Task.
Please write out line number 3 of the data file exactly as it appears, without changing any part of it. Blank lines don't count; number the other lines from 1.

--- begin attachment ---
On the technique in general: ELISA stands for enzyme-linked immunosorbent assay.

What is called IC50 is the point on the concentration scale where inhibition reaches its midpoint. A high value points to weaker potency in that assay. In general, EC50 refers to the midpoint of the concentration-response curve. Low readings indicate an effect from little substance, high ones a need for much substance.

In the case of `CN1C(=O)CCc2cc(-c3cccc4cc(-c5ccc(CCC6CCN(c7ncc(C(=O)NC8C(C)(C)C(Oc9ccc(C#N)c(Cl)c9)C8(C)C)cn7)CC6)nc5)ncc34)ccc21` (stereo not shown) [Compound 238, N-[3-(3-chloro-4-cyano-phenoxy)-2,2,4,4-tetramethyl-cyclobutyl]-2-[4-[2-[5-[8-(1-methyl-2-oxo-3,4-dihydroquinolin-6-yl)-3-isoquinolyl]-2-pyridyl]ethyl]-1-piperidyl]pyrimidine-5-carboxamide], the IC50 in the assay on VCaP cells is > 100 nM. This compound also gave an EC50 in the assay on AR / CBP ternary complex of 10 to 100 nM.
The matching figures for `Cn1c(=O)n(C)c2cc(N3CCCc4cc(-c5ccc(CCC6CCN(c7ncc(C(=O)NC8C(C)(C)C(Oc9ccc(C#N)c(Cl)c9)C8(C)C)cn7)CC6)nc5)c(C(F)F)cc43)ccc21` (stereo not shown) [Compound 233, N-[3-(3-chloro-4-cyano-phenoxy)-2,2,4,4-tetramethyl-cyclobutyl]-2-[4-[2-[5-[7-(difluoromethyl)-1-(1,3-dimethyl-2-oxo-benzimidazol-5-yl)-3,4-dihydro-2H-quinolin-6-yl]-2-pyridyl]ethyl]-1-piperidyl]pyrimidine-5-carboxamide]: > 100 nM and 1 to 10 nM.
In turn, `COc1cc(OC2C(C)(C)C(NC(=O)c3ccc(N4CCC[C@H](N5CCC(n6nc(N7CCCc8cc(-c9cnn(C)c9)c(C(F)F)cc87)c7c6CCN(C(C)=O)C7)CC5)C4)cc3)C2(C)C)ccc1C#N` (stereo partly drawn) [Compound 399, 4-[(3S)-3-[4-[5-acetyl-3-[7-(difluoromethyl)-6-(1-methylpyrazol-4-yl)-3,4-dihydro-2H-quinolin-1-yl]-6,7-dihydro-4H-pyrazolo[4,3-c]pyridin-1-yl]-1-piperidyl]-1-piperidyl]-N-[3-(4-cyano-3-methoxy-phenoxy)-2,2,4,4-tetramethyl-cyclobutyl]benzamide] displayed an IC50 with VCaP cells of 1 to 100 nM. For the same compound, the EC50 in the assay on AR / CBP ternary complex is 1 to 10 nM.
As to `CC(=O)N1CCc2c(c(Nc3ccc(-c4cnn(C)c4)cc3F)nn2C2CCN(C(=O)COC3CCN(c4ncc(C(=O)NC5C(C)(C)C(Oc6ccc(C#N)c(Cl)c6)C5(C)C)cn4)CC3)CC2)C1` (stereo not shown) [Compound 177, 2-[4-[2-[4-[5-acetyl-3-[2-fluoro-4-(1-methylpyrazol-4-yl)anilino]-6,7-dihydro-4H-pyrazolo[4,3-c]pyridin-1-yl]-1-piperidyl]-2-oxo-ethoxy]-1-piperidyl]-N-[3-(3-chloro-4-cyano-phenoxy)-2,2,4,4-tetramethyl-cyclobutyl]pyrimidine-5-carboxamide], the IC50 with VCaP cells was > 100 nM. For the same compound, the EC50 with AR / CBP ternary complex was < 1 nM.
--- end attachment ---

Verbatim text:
In the case of `CN1C(=O)CCc2cc(-c3cccc4cc(-c5ccc(CCC6CCN(c7ncc(C(=O)NC8C(C)(C)C(Oc9ccc(C#N)c(Cl)c9)C8(C)C)cn7)CC6)nc5)ncc34)ccc21` (stereo not shown) [Compound 238, N-[3-(3-chloro-4-cyano-phenoxy)-2,2,4,4-tetramethyl-cyclobutyl]-2-[4-[2-[5-[8-(1-methyl-2-oxo-3,4-dihydroquinolin-6-yl)-3-isoquinolyl]-2-pyridyl]ethyl]-1-piperidyl]pyrimidine-5-carboxamide], the IC50 in the assay on VCaP cells is > 100 nM. This compound also gave an EC50 in the assay on AR / CBP ternary complex of 10 to 100 nM.